Assimilating European statistics on drug use against social conditions

On to some more factors! In case you may have missed them I have done previous work here and there. This time the helpful people behind eurostat; a statistical wing for the European commission; have measured markers of European social conditions. These statistics range with overcrowding, mortgage owners and work hours for me to swim through. Using the incidence rates of drug use as procured from the EMCDDA (European monitoring centre for drugs and drug addiction) it will be interesting to see the links between Europe’s social conditions and their drug use.

Statistics are from the year 2010 as they are the most recent and complete set of numbers available to me, the year 2011 have many omissions from countries which would be counter to this basic analysis. Drug prevalence rates are procured from the EMCDDA’s statistic database in their general survey. Points are mapped to a graph and a line of best fit was made to better display trends and estimate possible links.

My rummaging managed to unearth overcrowding statistics, household with low work rates (identified by eurostat as spending less than 20 hours per week working) and populations classified as under poverty risk. I managed to find some interesting data that may explain possible causal factors that could possibly affect drug use trends among Europe. The social conditions across the European continent are very different and it is in this environment that we may be on to a winner, maybe.

I must first clarify the technical terms eurostat has dished out with these findings. Overcrowding is self-explanatory, more individuals than the housing can capacitate; as a guide one room per single adult, a couple or two small children under 17 years of age. Equivalised disposable income is the income divided between members of a household- calculated through an OECD equation. It is essentially used to determine the wealth a household has. If the equalised income is lower than 60% of the national median equalised income, eurostat registers these individuals as at risk of poverty.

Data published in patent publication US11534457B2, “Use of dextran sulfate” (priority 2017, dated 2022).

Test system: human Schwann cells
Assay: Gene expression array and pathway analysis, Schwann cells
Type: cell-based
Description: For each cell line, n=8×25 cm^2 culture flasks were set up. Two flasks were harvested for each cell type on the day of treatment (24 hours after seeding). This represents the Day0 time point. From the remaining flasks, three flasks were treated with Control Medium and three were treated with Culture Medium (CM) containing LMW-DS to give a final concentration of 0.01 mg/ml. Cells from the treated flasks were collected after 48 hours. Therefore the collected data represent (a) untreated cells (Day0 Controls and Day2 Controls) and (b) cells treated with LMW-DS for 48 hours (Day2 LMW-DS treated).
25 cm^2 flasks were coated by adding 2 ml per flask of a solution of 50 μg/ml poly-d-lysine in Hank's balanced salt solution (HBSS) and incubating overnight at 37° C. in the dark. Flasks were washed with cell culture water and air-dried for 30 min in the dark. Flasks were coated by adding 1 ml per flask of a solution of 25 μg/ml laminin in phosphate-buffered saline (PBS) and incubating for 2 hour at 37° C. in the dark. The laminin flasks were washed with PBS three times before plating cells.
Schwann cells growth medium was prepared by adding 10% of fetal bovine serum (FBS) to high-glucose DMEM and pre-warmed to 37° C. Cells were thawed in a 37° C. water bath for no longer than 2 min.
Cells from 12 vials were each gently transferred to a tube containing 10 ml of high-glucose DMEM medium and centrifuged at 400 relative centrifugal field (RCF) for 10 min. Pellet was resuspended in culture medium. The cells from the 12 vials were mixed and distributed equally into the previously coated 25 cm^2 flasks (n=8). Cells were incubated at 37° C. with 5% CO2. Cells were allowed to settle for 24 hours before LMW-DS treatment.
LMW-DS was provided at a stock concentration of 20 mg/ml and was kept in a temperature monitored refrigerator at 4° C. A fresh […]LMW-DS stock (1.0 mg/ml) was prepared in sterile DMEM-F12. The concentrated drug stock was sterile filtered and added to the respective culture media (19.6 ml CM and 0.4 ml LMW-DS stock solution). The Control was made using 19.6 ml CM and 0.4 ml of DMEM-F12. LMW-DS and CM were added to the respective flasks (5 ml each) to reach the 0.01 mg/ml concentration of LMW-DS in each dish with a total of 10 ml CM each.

Onto the graphs in all its glory!

As with all previous graphs the use of drugs amongst young adults (15-34) is always higher than adults (15-64); possibly because they have either stopped using the drug or have perhaps succumbed to their usage.


Poverty risk vs drug use

The greater the poverty risk the lower the risk of cannabis use (~3% reduction), perhaps being poor can mean no money to feed a habit of cannabis use? That seems a likely explanation. Cocaine on the other hand is more or less stagnant with poverty risk, the percentages are already relatively low, up to 2%- perhaps it isn’t cost effective or just doesn’t taste that great. Norway has 2.1% cannabis incidence despite having one of the lowest poverty risk (14.9%). In the same vein, the Czech Republic’s population is at 14.4% poverty risk but demonstrates a 9.2% cannabis use.

Ecstacy on the other hand shows even more peculiar relationships. If you’re a young adult, you will want more ecstacy (a 0.1% rise! That’s INSANE) or go the other way if your older (a 0.1% drop, we’re SAVED). Altogether poverty has little effect on ecstacy.


Overcrowded tenants vs drugs


The more overcrowded the population of the nation, the less they will want cannabis and cocaine. This is certainly the case in both extremes where the largely overcrowded nations of Romania and Latvia only reaching 0.1 and 1.4% respectively for cannabis incidence rates. The Netherlands take 7.7% cannabis with only 4.6% overcrowded- although cannabis is legal within the said country.

Ecstacy has little or no effect in relation to overcrowding- Europe simply take ecstacy with no care for surroundings it seems

Low work hours vs drug use


Low work hour homes mean more drug using peoples, certainly with cocaine and cannabis. All that time and more drugs use yet, with low work, how do they feed their habit?

As the economy/poverty rises, cocaine and cannabis is less used amongst European countries. Ecstacy it seems looks like it is unaffected by poverty, perhaps affected by other factors?

Alternatively in overcrowded households there may be less chance to hide their stash or are more likely to be shunned by family members. I would imagine in such conditions social cohesion and rule following would be of greater influence for the majority of members; less likely to build a habit perhaps. A conjecture at best without more study



I am obliged to whack this in just in case my sarcastic rhetoric over the premise of using generalised graphs to make sweeping judgements of a continents drug use and their contributing factors- is overlooked. This article is very much light hearted and I am fully aware that these articles are simple and is limited by the nature of the figures available.

In all honesty, I am going to keep this simple, poverty is difficult to measure due to the transient nature of disposable income (see previous article). Social condition markers are also of a limited nature, how often does an individual get involved with the community? how do their religious beliefs influence their drug taking? The companions a person has and possible roles of peer pressure to drug use? How much of a family can a people be? What then of those who are orphaned or of small or large families?

The questions are endless and all these factors can realistically affect the possibility of an individuals drug use.


This article is part of a series. Please feel free to check my other articles:

[ Part I ]

[ Part II ]